Turbo Charge Your Retirement Savings with an HSA

October 31st, 2021 at 8:27 AM

You probably think of a Health Savings Account (HSA) as simply an account to put aside funds for medical expenses--think again-in this brief article you will see that the HSA provides MORE tax  benefits than an IRA.

To contribute to an HSA you must have a high deductible health plan. For 2022, a high-deductible health plan is a plan with an annual deductible of at least $1400 for self-only coverage, or at least $2800 for family coverage. Additionally, the maximum annual out-of-pocket expenses the high-deductible plan can require you to pay are $7,050 for self-only coverage, and $14,100 for family coverage.

The HSA and the IRA are similar in that you qualify for a tax deduction when you contribute....the IRA has certain qualifications and income limits; the HSA has no such qualifications, other than mentioned above, and no income phase-out limits.

Advantages of the HSA over the Traditional IRA

With the HSA, you can potentially avoid taxes forever on any and all withdrawals--not so with the IRA-you get taxed on the back end when you withdraw the funds. HSA funds can be withdrawn at any time free of taxes to use for qualified medical expenses; and at 65 other benefits kick-in. HSA funds within the plan accumulate tax-free over the years as well. IRA funds must also start to be withdrawn at age 70 1/2--not so with the HSA.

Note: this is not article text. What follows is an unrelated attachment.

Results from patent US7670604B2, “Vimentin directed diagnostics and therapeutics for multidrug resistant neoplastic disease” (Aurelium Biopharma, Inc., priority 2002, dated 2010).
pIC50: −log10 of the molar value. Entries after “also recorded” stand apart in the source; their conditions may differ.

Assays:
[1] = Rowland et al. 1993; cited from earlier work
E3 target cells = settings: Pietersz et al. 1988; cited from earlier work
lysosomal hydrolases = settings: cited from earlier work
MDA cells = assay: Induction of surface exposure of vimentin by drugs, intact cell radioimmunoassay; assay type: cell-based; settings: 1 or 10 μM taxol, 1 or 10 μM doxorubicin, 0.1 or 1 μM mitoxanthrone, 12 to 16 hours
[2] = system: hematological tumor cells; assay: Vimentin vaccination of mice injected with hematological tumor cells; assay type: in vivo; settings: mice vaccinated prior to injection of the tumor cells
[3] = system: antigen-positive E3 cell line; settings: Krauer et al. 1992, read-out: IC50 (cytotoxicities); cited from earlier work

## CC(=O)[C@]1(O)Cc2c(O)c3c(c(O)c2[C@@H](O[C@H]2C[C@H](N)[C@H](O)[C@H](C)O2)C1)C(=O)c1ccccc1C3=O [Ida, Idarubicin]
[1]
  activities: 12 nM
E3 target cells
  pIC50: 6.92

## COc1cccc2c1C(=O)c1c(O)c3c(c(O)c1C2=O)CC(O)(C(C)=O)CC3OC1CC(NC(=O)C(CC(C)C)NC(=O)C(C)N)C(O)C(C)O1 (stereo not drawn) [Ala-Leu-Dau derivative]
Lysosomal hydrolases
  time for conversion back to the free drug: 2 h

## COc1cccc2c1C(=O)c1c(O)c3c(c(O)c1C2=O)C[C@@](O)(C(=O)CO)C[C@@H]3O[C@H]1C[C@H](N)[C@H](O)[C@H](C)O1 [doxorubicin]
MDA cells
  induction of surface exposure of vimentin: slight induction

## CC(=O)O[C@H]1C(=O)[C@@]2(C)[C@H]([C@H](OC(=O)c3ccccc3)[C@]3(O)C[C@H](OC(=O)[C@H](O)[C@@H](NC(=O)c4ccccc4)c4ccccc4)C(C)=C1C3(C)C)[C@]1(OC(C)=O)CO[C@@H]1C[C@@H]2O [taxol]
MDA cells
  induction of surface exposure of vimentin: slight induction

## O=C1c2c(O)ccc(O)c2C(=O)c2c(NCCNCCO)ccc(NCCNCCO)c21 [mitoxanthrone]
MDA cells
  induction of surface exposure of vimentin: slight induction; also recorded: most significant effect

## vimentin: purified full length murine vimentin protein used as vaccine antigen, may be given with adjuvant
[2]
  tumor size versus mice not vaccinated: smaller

Therefore, there are several features of the HSA that makes this a better choice for retirement....using the funds at ANYTIME for medical expenses with zreo taxes & zero penalties.....at 65 you can use these funds tax-free for health insurance premiums, including medicare.....also, no minimum required distributions (RMD\\\'s)...also, 1 more goodie--at age 65 you may use the funds for vacations!

Mark S. Fineberg, CPA

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